In hypsodont Miocene horses, the lower legs became elongated, "the interosseous muscle was reduced, and the interosseous tendon was elongated (MacFadden 1992)"  These changes made the horse foot elastic and like a pogo stick (Camp and Smith 1942).  Other morphological changes in muscles and bones, streamlined horses and enabled them to take more efficient, powerful strides (MacFadden 1992).

One-toed Horses

At the beginning of the Miocene, all living horses were tridactyl, i.e. had three toes on each foot.  Later in the Miocene, however, some horses became monodactyl, with one toe on each foot, like modern-day horses.  The horses that became monodactyl all belonged to the tribe Equini and included the genera Pliohippus, Astrohippus and Dinohippus

Early species of these genera were tridactyl, while later species were monodactyl (MacFadden 1992).  A Late Miocene population of one primitive Dinohippus species found at Ashfall Fossil Beds State Historical Park, Nebraska, had a mixed population with some individuals being tridactyl and others being monodactyl (Voorhies 1981).

The modern horse genus Equus, which first appeared in the North American Pliocene, evolved out of this clade of horses and was completely monodactyl.  The Hipparions did not become monodactyl but evolved a similar adaption:  their three toes came to function as one digit (MacFadden 1992).

Pliocene Horses

The Pliocene occurred from 4.5 to 1.8 million years ago.  During these years, which led up to the Ice Age, horse diversity in North America declined from 5 genera to one genus (Equus), and the Caballine horses split off from the Wild Asses and Zebras (Steiner and Ryder 2011)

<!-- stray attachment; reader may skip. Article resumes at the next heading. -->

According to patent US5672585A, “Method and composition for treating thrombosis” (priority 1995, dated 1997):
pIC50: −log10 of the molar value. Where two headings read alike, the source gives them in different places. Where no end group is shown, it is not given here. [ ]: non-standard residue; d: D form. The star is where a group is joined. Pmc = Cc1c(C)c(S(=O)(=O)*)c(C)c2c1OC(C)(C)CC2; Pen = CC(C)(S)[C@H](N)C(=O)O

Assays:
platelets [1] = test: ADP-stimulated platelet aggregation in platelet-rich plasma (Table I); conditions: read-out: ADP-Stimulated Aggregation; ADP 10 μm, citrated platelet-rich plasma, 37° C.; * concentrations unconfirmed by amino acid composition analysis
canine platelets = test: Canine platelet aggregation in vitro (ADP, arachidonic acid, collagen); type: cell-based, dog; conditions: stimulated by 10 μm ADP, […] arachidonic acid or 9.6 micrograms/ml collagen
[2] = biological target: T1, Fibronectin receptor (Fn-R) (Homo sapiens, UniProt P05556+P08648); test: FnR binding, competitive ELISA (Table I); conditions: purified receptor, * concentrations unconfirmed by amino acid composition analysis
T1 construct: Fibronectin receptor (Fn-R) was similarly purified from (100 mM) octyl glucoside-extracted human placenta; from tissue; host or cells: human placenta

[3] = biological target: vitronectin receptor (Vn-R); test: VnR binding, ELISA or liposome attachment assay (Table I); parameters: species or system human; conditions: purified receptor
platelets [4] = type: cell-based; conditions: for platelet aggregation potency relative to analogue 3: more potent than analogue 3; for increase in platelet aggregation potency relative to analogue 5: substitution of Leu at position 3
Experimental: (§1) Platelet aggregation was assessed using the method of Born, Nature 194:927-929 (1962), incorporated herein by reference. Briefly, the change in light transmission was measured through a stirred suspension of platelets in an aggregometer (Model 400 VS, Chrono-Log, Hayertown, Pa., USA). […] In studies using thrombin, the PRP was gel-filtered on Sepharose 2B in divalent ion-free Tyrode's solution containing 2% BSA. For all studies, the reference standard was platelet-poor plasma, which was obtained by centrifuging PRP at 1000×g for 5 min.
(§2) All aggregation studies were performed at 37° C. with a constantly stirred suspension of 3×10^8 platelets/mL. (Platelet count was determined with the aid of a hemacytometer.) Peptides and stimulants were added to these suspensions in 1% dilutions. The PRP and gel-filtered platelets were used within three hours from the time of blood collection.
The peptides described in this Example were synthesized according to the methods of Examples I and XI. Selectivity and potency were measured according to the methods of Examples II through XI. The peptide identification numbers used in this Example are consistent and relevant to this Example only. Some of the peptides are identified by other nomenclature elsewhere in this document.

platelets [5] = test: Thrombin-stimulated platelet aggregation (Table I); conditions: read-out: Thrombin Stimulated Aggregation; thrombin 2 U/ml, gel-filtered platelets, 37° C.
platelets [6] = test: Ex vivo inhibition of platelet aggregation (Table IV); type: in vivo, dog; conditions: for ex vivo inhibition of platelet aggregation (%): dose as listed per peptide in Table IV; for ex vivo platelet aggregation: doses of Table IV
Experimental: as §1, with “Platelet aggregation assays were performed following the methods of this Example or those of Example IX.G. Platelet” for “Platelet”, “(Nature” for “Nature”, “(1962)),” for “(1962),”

Two genera died out during the early Pliocene:  Neohipparion and DinohippusNeohipparion was a three-toed horse, while Dinohippus in its final stages was one-toed and the nearest outgroup to the genus Equus. Interestingly, at least some Dinohippus species were principally browsers, even though they possessed high-crowned teeth (MacFadden et al. 1999). However, it is believed that their immediate ancestors were grazers, and that they secondarily acquired the browsing habit (MacFadden et al 1999).

Two other Hipparion horse genera, Ninnippus and Cormohipparion, died out at the end of the Pliocene.  Both were three-toed horses and their occurrence throughout this epoch means that three-toed horses lived in North America right up until the beginning of the Ice Age, a fact usually not generally known.  Nannippus was widespread across the continent, but Cormohipparion was restricted to the southeast (MacFadden 1992).

Nannippus, was called the gazelle-horse.  This genus was composed of small to tiny three-toed grazing horses with slender, elongated limbs (Kurtén and Anderson 1980).  The largest ones reached only the height of Shetland ponies, but "were much lighter in build, with long, graceful legs" (Kurtén 1988).

Equus first appeared in the North American Pliocene and spread across the entire continent (MacFadden 1992, 2005).  The earliest horse of this genus was Equus simplicidens.  It  is believed to be the primitive Equus from which all other Equus evolved.

The endangered Grevy's Zebra (Photo 1, Photos 2 and 3) of modern times is a primitive zebra that preserves many of the characters of Equus simplicidens, such as a long skull with prominent occipital region, slender limbs, small hoofs and large body size (Skinner and Hibbard 1972; Kurtén and Anderson 1980; but see also Forsten and Eisenmann 1995 for minor differences).  Grevy's Zebra inhabits the Horn of Africa, where widespread lawlessness and poaching have greatly reduced its numbers and made it an endangered species.

Finish reading this review on Page 2.

Photograph at top of page by Brenton Nicholls (Australia).